Last night, I went through most of the night with Through the Night. In reality, of course, all six hours of it were in the morning. There are not huge numbers of threads about this programme. I thought it might therefore be useful to give you my thoughts.
1. I have the impression that while TTN would never enjoy a big fan club, it doesn't create the same amount of upset as the other morning programmes. Is this right? I am guessing that this is because there hasn't always been 24 hour broadcasting on R3. There is perhaps not a standard from the past that it is seen as failing to meet. It is also very much outside core listening hours.
2. It would seem though that it does fall into a broadcasting style which reflects changes elsewhere. For example, there are a lot of short pieces of music. As with Breakfast, I could see the argument for having longer ones - that average of 11 minutes rather than 7 minutes that french frank has suggested. In fact, given the length of the programme, and the slower pace of that time of day, this would seem to be entirely sensible.
3. Similarly, there is a lot of chop and change that doesn't seem very rational. Haydn, Weill, Schoenberg, Jary, Kodaly, Weill, Weill, Weill, Weill in that order. Actually, I found the sheer amount of Weill in the first two hours not at all to my tastes - one or two would have been fine - and wondered whether it would be considered by many to be classical music at all.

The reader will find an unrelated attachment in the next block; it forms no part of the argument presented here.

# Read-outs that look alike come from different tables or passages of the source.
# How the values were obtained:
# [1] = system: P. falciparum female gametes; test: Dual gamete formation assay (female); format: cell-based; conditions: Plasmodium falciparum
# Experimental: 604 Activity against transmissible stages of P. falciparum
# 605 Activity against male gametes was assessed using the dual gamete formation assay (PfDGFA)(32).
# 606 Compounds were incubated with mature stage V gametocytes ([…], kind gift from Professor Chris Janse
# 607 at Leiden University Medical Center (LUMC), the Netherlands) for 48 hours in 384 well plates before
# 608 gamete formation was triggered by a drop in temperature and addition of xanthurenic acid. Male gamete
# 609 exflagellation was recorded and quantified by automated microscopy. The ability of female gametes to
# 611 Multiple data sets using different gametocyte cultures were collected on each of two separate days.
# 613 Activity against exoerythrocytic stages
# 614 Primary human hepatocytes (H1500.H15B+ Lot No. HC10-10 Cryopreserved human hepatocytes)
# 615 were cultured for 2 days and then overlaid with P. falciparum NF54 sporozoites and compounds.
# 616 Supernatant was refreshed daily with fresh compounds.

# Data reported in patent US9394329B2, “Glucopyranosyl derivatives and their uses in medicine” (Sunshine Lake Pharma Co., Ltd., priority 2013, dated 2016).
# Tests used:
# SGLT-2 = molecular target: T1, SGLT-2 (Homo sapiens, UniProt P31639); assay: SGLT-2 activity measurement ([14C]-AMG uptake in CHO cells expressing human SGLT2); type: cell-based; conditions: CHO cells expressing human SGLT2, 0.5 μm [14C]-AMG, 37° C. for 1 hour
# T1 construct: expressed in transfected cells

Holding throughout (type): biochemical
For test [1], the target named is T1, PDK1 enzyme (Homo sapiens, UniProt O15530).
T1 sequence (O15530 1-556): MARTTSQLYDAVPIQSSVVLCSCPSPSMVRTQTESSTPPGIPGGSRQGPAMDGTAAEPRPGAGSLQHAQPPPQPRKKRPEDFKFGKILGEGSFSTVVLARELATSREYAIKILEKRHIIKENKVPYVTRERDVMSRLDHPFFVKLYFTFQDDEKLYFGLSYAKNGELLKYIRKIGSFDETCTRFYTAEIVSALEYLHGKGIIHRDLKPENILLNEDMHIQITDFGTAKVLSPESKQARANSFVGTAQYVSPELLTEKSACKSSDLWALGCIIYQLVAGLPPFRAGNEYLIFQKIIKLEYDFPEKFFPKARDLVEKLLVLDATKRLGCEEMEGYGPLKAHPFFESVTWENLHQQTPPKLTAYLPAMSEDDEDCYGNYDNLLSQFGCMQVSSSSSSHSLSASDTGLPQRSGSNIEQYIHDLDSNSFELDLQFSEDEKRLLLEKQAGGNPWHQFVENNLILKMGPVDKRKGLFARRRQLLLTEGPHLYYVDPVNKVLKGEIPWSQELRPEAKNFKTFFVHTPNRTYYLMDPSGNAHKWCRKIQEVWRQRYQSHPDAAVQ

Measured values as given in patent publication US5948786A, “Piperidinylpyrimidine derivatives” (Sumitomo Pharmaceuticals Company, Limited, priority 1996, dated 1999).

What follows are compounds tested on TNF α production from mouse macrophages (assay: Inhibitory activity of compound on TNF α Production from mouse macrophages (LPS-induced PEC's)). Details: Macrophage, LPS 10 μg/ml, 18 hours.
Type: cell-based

4. I found Susan Sharpe to be a warm, authoritative, announcer. I liked her. I thought she had exactly the right voice and manner for that time of the day. I found her descriptions both nicely illuminating and succinct. However, it seemed to me that she was having to cater for several audiences at the same time. While it was helpful to hear that Turina was a friend of de Falla, even I didn't need to be told about the subject of Debussy's Prélude à l'après-midi d'un faune. This is a difficult square to circle.
5. Musically, she was also catering for all. Much as I love them, I was surprised to find the Prélude and La Mer in the same programme. Nevertheless, I welcomed selections from composers with whom I was not so familar - yes Turina but also Moyzes, Milhaud and Respighi among others. And the Kodaly was terrific. I see that it is to feature in one of the next proms so I will probably be tuning in for that one.
6. In fact, I very much enjoyed the sequence Sibelius, Glinka, Milhaud, Debussy, Turina, Respighi, even then the Corelli. If it hadn't been for the lively Milhaud which seemed to be positioned entirely irrationally, they would have made for a coherent order with an emphasis on the quietly evocative. For a while I wondered whether some programmes might benefit from more concentration on atmospheric continuity. However, on balance, the open minded part of me thought not because I welcomed the opportunity to hear a little Beethoven etc too.
7. Whether as a whole it was a programme of "dark humour" as it was described I somewhat doubt.
I hope that this feedback is interesting and helpful in stimulating further debate among experts.